Review of Chapter 2: Basic Usage
C. Michael Pilato
cmpilato at red-bean.com
Fri Feb 23 00:38:34 CST 2007
Here's my quicky review of chapter 2. Good job, Fitz. It's nasty work
talking about the various client subcommands and their varied uses.
Running with the previously made agreement that, to the degree possible,
we won't try to mention concepts earlier in the book than their proper
introduction, there are some issues that arise fairly early in the chapter.
* The section on getting data into the repository is introducing 'svn
import' and 'svn add'. No problem with 'svn import', but the part
about 'svn add' requires a working copy (though we've not
mentioned how to get one yet) and casually mentions 'svn commit'
(without further explanation -- though, at least in this case
'commit' was mentioned in Chapter 1).
Perhaps we should simply explain 'svn import' here, and note that
later in the chapter we'll talk about other ways to add files to
version control (since we do cover 'add' again later as part of
the "making changes" section).
* Shortly after introducing checkouts, we smack users with "Disabling
Password Caching", which is a pretty hefty topic. Seems that
Chapter 1 (where fundamentals are discussed) should mention the
fundamental fact that Subversion can operate over a network and
supports authentication. In fact, Chapter 1 does talk about
a client/server model, but is using the terms "Repository" and
"Client". It's really kinda wierd that way.
I don't like that we explain each and every status code in this chapter.
That's reference material. Choosing some common examples to
demonstrate is fine, but the exhaustive list need live only in the
reference. The current state is a hugely imbalanced attention to the
finer details of 'svn status' compared to the level of exposition
provided for the other subcommands. And it also means we have several
links to later chapters because some of the status codes have more
I've similar complaints about the exhaustive list of 'svn update' output
The variable list section containing "File changes" and "Tree changes"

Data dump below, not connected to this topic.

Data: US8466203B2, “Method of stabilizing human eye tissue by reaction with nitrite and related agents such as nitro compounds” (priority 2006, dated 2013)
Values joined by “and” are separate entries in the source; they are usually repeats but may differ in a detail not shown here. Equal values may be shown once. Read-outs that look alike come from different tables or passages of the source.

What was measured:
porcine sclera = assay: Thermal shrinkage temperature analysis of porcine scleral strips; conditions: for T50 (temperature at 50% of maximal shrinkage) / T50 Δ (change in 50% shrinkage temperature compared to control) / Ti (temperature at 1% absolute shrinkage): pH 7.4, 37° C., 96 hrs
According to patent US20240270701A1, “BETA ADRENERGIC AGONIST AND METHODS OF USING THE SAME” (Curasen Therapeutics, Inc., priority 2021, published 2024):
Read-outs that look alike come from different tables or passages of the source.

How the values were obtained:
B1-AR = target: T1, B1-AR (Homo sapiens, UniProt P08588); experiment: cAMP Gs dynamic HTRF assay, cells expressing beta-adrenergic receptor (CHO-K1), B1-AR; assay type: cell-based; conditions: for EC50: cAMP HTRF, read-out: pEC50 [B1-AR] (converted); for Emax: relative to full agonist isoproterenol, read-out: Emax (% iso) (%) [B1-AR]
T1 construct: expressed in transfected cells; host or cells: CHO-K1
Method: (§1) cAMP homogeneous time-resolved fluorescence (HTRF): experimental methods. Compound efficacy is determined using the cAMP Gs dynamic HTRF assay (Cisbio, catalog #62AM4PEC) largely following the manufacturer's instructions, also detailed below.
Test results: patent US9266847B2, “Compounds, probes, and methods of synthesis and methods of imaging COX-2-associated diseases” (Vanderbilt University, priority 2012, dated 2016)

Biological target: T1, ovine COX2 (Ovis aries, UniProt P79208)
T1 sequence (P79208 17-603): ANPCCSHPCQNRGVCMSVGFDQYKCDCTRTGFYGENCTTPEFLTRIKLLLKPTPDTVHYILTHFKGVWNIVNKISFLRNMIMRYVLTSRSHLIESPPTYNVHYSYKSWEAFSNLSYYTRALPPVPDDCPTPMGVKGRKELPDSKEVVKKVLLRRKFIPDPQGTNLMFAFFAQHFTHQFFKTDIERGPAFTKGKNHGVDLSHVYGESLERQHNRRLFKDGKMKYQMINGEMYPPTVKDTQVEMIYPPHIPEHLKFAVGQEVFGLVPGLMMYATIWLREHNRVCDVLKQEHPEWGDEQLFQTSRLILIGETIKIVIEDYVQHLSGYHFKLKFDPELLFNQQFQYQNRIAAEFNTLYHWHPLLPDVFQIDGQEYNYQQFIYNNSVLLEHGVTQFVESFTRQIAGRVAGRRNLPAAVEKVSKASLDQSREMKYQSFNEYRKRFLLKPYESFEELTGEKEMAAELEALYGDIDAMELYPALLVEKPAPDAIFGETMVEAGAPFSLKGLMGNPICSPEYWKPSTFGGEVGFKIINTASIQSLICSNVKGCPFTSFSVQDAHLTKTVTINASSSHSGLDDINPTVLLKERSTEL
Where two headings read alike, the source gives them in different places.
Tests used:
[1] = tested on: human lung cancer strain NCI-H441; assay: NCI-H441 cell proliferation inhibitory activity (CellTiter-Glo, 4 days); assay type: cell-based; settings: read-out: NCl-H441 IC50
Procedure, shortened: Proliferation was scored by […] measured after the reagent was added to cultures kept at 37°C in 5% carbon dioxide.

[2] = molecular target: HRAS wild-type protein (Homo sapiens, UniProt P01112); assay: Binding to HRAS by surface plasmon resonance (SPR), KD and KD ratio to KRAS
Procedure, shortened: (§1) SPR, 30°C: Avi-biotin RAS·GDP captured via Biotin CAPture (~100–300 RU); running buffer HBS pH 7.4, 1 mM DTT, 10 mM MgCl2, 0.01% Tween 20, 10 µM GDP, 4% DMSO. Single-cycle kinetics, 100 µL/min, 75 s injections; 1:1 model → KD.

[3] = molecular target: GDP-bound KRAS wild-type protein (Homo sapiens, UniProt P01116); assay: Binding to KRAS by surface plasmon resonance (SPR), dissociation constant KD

is unnecessary. I'd just merge the info there into the two paragraphs
which follow it.
I think we should promote 'svn mkdir' as a commonly used operation. It
certainly is for me, but more importantly, there are multiple references
to it in the "Basic Work Cycle" section that might make more sense if it
was quickly explained alongside add, delete, copy and move.
"Earlier in this chapter, we said that you have to commit any changes
that you make in order for the repository to reflect these changes.
That's not entirely true—there are some use cases that immediately
commit tree changes to the repository." This seems contradictory --
"earlier we said you have to commit, but we lied, because sometimes you
can commit another way". I know what is meant here; I don't think our
"Look Ma! No Network!" begins, "All three of these commands (svn
status, svn diff, and svn revert) can be used without any network
access..." Sidebars should be self-sufficient, able to be read
independent of the surrounding chapter context. But "these commands"
has a dependency on that context. Remember that in print, sidebars may
get moved around so that they fit nicely on the printed page -- the
context in our HTML and PDF renderings isn't guaranteed to be the same
context in the printed book.
The footnote that begins "Subversion uses its internal diff engine,
which produces unified diff format, by default." is a little out of
date. In Subversion 1.4.0, you can get whitespace-ignoring diffs
without using an external diff tool. Maybe pick a different peculiarity
of GNU diff to highlight?
"Undoing Working Changes" begins, "Now suppose you see the above diff
output..." First, we can't say "above" -- that implies page
positioning. But more importantly, it binds the section to the previous
one, and this is something we try to avoid. This section doesn't need
to refer to a diff in a previous section, because "setting up" the
example is a really trivial task. "Suppose while viewing the output of
'svn diff' you determine that all the changes you made to a particular
file are mistakes. Maybe you shouldn't have changed the file at all, or
perhaps it would be easier to make different changes starting from scratch."
"You're probably wondering why we don't just use svn update --revision
to update the file to the older revision.... it's sometimes just easier
to look at an older version of a file in its entirety than to look only
at the differences between it and another revision." These two
sentences don't really make sense. 'svn update' isn't about viewing
diffs, and *would* provide a way to see the old version of the file in
$ svn list --verbose http://svn.collab.net/repos/svn
20620 harry 1084 Jul 13 2006 README
23339 harry Feb 04 01:40 branches/
21282 sally Aug 27 09:41 developer-resources/
23198 harry Jan 23 17:17 tags/
23351 sally Feb 05 13:26 trunk/
Do we know why sometimes a year is printed, and sometimes a timestamp is
printed? I would have guessed "any time the date is not in the current
year, a year is printed" but that doesn't appear to be true.
I'm not completely thrilled with the relationship of this chapter to the
other ones. That's not anybody's fault, really -- it's extremely
difficult to present so many interrelated concepts in building-blocks
order. But I'll start a different thread around that subject.
C. Michael Pilato <cmpilato at red-bean.com>
"The Christian ideal has not been tried and found wanting. It has
been found difficult; and left untried." -- G. K. Chesterton
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